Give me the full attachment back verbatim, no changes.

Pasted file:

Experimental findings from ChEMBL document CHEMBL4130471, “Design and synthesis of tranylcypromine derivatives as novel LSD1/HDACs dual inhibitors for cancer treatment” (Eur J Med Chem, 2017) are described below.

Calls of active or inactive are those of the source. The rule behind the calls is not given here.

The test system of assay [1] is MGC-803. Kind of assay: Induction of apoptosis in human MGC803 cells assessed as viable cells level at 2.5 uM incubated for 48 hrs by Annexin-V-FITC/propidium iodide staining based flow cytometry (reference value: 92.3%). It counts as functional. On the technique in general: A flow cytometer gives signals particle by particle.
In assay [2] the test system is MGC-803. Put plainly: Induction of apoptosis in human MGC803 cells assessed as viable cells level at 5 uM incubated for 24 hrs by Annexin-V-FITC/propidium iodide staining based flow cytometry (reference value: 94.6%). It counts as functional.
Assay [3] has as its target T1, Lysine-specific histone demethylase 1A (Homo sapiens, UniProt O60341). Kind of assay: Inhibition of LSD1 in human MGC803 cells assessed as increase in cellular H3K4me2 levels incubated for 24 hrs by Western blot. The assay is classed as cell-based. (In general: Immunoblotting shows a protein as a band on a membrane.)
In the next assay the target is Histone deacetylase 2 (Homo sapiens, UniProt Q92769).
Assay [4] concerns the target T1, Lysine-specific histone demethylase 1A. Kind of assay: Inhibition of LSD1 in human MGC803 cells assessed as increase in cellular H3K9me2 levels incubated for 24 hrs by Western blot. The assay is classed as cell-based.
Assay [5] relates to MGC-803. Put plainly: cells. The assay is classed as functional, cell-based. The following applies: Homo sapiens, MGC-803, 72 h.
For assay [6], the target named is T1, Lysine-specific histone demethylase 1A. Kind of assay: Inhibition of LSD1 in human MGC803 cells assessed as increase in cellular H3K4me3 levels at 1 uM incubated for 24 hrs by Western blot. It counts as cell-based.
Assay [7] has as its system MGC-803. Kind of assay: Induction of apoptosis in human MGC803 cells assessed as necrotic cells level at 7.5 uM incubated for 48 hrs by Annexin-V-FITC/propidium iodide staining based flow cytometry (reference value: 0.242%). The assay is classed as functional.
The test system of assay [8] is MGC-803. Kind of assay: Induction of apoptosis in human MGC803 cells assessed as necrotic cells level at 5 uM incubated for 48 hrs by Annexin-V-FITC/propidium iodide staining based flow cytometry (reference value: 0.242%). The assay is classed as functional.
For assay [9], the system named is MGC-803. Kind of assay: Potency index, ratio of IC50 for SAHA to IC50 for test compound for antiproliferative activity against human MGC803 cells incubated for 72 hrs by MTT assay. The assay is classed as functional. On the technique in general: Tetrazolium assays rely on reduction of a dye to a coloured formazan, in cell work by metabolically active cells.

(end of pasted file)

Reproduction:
Experimental findings from ChEMBL document CHEMBL4130471, “Design and synthesis of tranylcypromine derivatives as novel LSD1/HDACs dual inhibitors for cancer treatment” (Eur J Med Chem, 2017) are described below.

Calls of active or inactive are those of the source. The rule behind the calls is not given here.

The test system of assay [1] is MGC-803. Kind of assay: Induction of apoptosis in human MGC803 cells assessed as viable cells level at 2.5 uM incubated for 48 hrs by Annexin-V-FITC/propidium iodide staining based flow cytometry (reference value: 92.3%). It counts as functional. On the technique in general: A flow cytometer gives signals particle by particle.
In assay [2] the test system is MGC-803. Put plainly: Induction of apoptosis in human MGC803 cells assessed as viable cells level at 5 uM incubated for 24 hrs by Annexin-V-FITC/propidium iodide staining based flow cytometry (reference value: 94.6%). It counts as functional.
Assay [3] has as its target T1, Lysine-specific histone demethylase 1A (Homo sapiens, UniProt O60341). Kind of assay: Inhibition of LSD1 in human MGC803 cells assessed as increase in cellular H3K4me2 levels incubated for 24 hrs by Western blot. The assay is classed as cell-based. (In general: Immunoblotting shows a protein as a band on a membrane.)
In the next assay the target is Histone deacetylase 2 (Homo sapiens, UniProt Q92769).
Assay [4] concerns the target T1, Lysine-specific histone demethylase 1A. Kind of assay: Inhibition of LSD1 in human MGC803 cells assessed as increase in cellular H3K9me2 levels incubated for 24 hrs by Western blot. The assay is classed as cell-based.
Assay [5] relates to MGC-803. Put plainly: cells. The assay is classed as functional, cell-based. The following applies: Homo sapiens, MGC-803, 72 h.
For assay [6], the target named is T1, Lysine-specific histone demethylase 1A. Kind of assay: Inhibition of LSD1 in human MGC803 cells assessed as increase in cellular H3K4me3 levels at 1 uM incubated for 24 hrs by Western blot. It counts as cell-based.
Assay [7] has as its system MGC-803. Kind of assay: Induction of apoptosis in human MGC803 cells assessed as necrotic cells level at 7.5 uM incubated for 48 hrs by Annexin-V-FITC/propidium iodide staining based flow cytometry (reference value: 0.242%). The assay is classed as functional.
The test system of assay [8] is MGC-803. Kind of assay: Induction of apoptosis in human MGC803 cells assessed as necrotic cells level at 5 uM incubated for 48 hrs by Annexin-V-FITC/propidium iodide staining based flow cytometry (reference value: 0.242%). The assay is classed as functional.
For assay [9], the system named is MGC-803. Kind of assay: Potency index, ratio of IC50 for SAHA to IC50 for test compound for antiproliferative activity against human MGC803 cells incubated for 72 hrs by MTT assay. The assay is classed as functional. On the technique in general: Tetrazolium assays rely on reduction of a dye to a coloured formazan, in cell work by metabolically active cells.